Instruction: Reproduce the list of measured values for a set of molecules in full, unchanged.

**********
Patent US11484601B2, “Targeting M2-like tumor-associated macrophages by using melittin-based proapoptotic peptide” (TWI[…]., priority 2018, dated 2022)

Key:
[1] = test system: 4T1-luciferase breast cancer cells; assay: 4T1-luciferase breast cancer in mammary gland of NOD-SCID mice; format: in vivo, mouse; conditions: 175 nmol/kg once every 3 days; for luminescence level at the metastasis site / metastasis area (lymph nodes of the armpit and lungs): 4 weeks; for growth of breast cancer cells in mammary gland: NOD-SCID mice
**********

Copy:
Patent US11484601B2, “Targeting M2-like tumor-associated macrophages by using melittin-based proapoptotic peptide” (TWI[…]., priority 2018, dated 2022)

Key:
[1] = test system: 4T1-luciferase breast cancer cells; assay: 4T1-luciferase breast cancer in mammary gland of NOD-SCID mice; format: in vivo, mouse; conditions: 175 nmol/kg once every 3 days; for luminescence level at the metastasis site / metastasis area (lymph nodes of the armpit and lungs): 4 weeks; for growth of breast cancer cells in mammary gland: NOD-SCID mice